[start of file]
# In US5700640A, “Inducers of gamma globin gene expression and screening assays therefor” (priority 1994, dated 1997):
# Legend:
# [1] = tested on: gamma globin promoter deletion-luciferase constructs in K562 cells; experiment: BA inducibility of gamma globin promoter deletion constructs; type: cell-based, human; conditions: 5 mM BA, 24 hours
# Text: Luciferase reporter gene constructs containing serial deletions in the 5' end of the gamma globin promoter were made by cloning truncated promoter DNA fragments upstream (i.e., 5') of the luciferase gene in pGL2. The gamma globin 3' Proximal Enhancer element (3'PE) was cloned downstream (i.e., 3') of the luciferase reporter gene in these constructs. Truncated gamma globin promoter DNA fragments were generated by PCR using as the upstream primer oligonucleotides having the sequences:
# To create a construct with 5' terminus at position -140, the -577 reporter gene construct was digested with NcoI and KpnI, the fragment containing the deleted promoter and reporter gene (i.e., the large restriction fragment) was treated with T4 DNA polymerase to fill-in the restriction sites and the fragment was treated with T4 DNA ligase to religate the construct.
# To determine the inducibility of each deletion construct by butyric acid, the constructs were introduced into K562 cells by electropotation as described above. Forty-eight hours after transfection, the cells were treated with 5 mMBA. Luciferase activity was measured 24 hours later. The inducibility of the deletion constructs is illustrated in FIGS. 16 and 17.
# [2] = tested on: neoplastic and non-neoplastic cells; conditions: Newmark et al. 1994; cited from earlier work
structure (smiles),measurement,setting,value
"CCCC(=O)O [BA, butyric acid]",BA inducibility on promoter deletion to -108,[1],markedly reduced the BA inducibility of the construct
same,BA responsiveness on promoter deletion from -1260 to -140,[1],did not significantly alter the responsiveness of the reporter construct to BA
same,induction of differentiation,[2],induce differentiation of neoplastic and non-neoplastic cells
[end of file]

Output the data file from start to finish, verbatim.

# In US5700640A, “Inducers of gamma globin gene expression and screening assays therefor” (priority 1994, dated 1997):
# Legend:
# [1] = tested on: gamma globin promoter deletion-luciferase constructs in K562 cells; experiment: BA inducibility of gamma globin promoter deletion constructs; type: cell-based, human; conditions: 5 mM BA, 24 hours
# Text: Luciferase reporter gene constructs containing serial deletions in the 5' end of the gamma globin promoter were made by cloning truncated promoter DNA fragments upstream (i.e., 5') of the luciferase gene in pGL2. The gamma globin 3' Proximal Enhancer element (3'PE) was cloned downstream (i.e., 3') of the luciferase reporter gene in these constructs. Truncated gamma globin promoter DNA fragments were generated by PCR using as the upstream primer oligonucleotides having the sequences:
# To create a construct with 5' terminus at position -140, the -577 reporter gene construct was digested with NcoI and KpnI, the fragment containing the deleted promoter and reporter gene (i.e., the large restriction fragment) was treated with T4 DNA polymerase to fill-in the restriction sites and the fragment was treated with T4 DNA ligase to religate the construct.
# To determine the inducibility of each deletion construct by butyric acid, the constructs were introduced into K562 cells by electropotation as described above. Forty-eight hours after transfection, the cells were treated with 5 mMBA. Luciferase activity was measured 24 hours later. The inducibility of the deletion constructs is illustrated in FIGS. 16 and 17.
# [2] = tested on: neoplastic and non-neoplastic cells; conditions: Newmark et al. 1994; cited from earlier work
structure (smiles),measurement,setting,value
"CCCC(=O)O [BA, butyric acid]",BA inducibility on promoter deletion to -108,[1],markedly reduced the BA inducibility of the construct
same,BA responsiveness on promoter deletion from -1260 to -140,[1],did not significantly alter the responsiveness of the reporter construct to BA
same,induction of differentiation,[2],induce differentiation of neoplastic and non-neoplastic cells